Tax Obligations

Employer taxes in Saudi Arabia are 10%, which includes social insurance and unemployment insurance. Despite this sounding relatively straightforward, taxes in Saudi Arabia are complex. To avoid complexities and compliance risks, work with an EOR. An EOR will handle all the logistics and file taxes correctly.

Employer Responsibilities

While the EOR takes care of all legal and HR procedures, like contracts, payroll, and taxes, the employer also has some responsibilities. The employer needs to take on responsibilities as if hiring a local candidate; this includes recruitment, interviewing, and onboarding. Once the employee is onboarded, it’s the employer’s responsibility to maintain the subordinate working relationship.

It’s also up to the employer to be aware of the working culture in Saudi Arabia and connect with employees. This will create a positive and welcoming work environment that encourages communication and inclusivity, ultimately helping with employee performance and retention.

Choosing the Right EOR for Your Business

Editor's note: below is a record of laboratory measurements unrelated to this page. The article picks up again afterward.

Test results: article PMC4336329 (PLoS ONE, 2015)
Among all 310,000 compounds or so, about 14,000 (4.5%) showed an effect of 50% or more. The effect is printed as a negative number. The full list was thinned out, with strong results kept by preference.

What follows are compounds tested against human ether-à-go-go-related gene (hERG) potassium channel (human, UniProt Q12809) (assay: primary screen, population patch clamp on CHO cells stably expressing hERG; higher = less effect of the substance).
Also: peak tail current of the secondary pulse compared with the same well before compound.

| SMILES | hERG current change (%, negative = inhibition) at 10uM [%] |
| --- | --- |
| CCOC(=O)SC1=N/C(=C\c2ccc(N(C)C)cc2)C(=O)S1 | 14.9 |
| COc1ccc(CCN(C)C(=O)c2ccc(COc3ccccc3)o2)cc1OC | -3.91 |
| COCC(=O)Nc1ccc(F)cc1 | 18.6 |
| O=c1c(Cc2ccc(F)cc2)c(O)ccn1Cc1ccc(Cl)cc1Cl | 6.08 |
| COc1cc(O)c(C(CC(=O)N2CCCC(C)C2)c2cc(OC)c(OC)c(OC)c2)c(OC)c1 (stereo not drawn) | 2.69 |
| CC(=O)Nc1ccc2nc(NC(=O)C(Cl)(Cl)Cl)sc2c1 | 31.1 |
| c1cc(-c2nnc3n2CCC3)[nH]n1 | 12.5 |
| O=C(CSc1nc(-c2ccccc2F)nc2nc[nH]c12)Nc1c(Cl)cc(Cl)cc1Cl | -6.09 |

Here are several key considerations for foreign employers to make the most informed decisions in choosing the best EOR for global hiring.

  • Geographic coverage: Make sure that your EOR of choice can legally operate in Saudi Arabia.
  • Employment services: The suite of employment services offered by a competitive EOR should cover hiring, onboarding, payroll, benefits, and HR management. 
  • Reputation: When selecting an EOR, get a sense of its past work and experience. Make sure that it has a great track record and the local know-how in the country you’re hiring from..
  • Cost: A high-value EOR’s pricing should be transparent and reasonable. 
  • Flexibility: An EOR should offer customized employment solutions to meet your specific needs and requirements. 

Overall, foreign employers should choose an EOR that can provide cost-effective, reliable, and compliance-first employment solutions. This will enable you to navigate and expand into foreign waters with confidence, ease, and trust. 

An EOR Like Borderless Can Help 

In over 170 countries, we are ready to help you hire, onboard, manage, and pay remote employees, wherever you are. Our experienced team of legal experts provides guidance on compliance and assists employers all over the world in navigating global hiring. 

Whichever country you choose to do business in, book a demo today and discover what Borderless can do for you.


Borderless does not provide legal services or legal advice to anyone. This includes customers, contractors, employees, partners, and the general public. We are not lawyers or paralegals. Please read our full disclaimer here.